Permanence In Frankenstein

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Surrendering to Nature: Regrowing from Humanity’s Fall from the Natural World
“If you trust in Nature, in what is simple in Nature, in the small Things that hardly anyone sees and that can so suddenly become huge, immeasurable; if you have this love for what is humble… then everything will become easier for you, more coherent and somehow more reconciling, not in your conscious mind perhaps, which stays behind, astonished, but in your innermost awareness, awakeness, and knowledge,” claims Rainer Maria Rilke. In his Letters to a Young Poet, Rilke shares his faith in nature as a wiser entity and advises others to do the same. He emphasizes the beauty in simplicity, and in allowing our place in the natural world to guide us. This ideology follows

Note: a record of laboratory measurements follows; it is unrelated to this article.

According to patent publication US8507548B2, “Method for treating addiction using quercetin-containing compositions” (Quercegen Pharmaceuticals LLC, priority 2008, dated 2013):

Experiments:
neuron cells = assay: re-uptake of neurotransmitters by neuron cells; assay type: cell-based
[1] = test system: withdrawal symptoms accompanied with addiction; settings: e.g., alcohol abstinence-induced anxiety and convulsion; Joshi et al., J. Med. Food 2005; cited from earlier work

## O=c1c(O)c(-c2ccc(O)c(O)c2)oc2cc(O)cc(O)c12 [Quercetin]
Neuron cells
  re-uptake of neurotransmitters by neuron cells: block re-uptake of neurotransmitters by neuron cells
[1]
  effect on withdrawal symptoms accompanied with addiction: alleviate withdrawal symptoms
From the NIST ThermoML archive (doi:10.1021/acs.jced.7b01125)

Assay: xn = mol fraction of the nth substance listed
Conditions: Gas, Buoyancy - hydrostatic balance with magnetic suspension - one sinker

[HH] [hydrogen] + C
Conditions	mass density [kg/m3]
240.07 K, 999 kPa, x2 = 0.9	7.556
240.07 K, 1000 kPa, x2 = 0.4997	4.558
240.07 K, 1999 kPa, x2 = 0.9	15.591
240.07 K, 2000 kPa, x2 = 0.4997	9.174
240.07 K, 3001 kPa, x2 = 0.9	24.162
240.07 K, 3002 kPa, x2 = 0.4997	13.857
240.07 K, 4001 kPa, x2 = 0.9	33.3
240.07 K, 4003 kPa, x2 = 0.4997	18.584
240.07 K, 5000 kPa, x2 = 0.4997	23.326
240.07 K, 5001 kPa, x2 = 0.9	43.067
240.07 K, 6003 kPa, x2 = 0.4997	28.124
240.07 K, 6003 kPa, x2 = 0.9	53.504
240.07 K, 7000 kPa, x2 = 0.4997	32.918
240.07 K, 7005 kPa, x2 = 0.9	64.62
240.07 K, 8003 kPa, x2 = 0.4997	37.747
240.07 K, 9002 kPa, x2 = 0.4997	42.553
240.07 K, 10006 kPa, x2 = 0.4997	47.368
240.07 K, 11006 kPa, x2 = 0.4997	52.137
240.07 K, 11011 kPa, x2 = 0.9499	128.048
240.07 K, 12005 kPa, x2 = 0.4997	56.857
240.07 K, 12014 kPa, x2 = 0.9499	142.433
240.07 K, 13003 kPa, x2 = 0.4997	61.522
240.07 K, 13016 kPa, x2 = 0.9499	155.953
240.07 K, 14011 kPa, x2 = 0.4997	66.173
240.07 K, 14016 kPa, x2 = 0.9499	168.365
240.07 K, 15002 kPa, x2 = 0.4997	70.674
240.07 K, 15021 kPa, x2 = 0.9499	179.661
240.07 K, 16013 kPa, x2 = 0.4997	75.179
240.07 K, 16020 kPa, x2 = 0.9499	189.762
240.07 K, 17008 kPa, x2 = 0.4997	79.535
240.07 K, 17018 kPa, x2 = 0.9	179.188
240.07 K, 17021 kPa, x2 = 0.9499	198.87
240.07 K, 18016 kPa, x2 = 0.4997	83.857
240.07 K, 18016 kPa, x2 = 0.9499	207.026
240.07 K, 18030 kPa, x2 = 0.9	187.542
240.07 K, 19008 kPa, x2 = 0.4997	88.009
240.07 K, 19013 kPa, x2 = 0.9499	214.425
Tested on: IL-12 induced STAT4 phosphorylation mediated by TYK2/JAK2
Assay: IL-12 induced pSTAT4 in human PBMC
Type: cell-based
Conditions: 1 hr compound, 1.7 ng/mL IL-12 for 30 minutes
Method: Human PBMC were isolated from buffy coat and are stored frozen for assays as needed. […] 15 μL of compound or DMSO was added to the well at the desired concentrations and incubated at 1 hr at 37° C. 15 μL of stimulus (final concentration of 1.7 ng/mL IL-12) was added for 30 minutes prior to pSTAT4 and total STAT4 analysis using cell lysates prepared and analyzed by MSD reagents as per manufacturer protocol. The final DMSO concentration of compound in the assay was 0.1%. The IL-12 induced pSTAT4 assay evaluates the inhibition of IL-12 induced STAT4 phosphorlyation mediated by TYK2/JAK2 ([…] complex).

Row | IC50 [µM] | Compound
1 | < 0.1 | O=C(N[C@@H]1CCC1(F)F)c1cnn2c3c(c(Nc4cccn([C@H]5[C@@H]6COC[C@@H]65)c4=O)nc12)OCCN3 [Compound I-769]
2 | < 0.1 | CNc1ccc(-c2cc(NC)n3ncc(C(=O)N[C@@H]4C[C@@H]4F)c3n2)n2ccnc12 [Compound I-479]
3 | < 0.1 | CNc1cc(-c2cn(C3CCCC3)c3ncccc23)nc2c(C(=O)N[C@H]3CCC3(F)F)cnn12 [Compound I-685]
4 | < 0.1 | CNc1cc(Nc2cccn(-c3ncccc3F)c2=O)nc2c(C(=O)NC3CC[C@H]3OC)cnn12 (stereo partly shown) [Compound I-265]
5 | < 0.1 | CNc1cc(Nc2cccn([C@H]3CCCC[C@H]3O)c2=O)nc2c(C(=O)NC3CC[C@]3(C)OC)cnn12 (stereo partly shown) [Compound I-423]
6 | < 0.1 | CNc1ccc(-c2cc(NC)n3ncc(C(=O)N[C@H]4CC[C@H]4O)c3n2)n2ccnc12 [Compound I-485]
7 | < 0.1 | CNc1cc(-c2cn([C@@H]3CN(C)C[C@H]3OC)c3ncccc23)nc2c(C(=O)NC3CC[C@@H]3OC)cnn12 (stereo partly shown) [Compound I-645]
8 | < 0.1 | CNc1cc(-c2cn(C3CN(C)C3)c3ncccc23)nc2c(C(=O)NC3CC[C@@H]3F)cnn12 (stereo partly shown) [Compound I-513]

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Shelley uses diction connoting permanence to express one’s unwillingness to surrender to nature’s law, thus suffering irreversible consequences. In Frankenstein, Shelley employs diction connoting permanence such as “eternal” and “never” (Shelley 152) to describe Victor’s failure in achieving regrowth due to his inability to accept his place in the natural order. Victor stubbornly maintains his ideology that he transcends nature, refusing to consider that he only possesses a false sense of power. Because of this single mindedness, Victor’s separation from nature is permanent as it prevents him actualizing the surrender necessary for regrowth. He remains stuck in an everlasting misery, portraying no hope for an acceptance back into the natural order. In this, Shelley warns the individual of the lost opportunity of return to the natural order when one refuses to surrender his hubris. Shelley reinforces this argument with the diction choice of “sunk” (152). The word “sunk” is synonymous to the words descend or drop, creating a feeling of heaviness. To Victor, being “sunk” is permanent; his arrogant mindset that men exceed nature “chain[s]” (152) him down, not allowing him to “rise” (Rilke l. 13) as Rilke describes in his poem. This obstinacy as his “chain” prevents him from reconciling with nature. Just as Victor’s sense of superiority prevents him from accepting his natural place, Rilke describes humanity’s vice as “arrogance” (l. 8). Shelley and Rilke both portray that one’s arrogance is the root of his dissonance between himself and nature. The word “arrogance” juxtaposes the word “surrendered” (Rilke l. 11), which requires a notion of humility. Rilke emphasizes the necessity of this “surrender,” and therefore humility, in order to “rise.” Shelley and Rilke both include the diction choice of “rise”; yet, Rilke precedes it with

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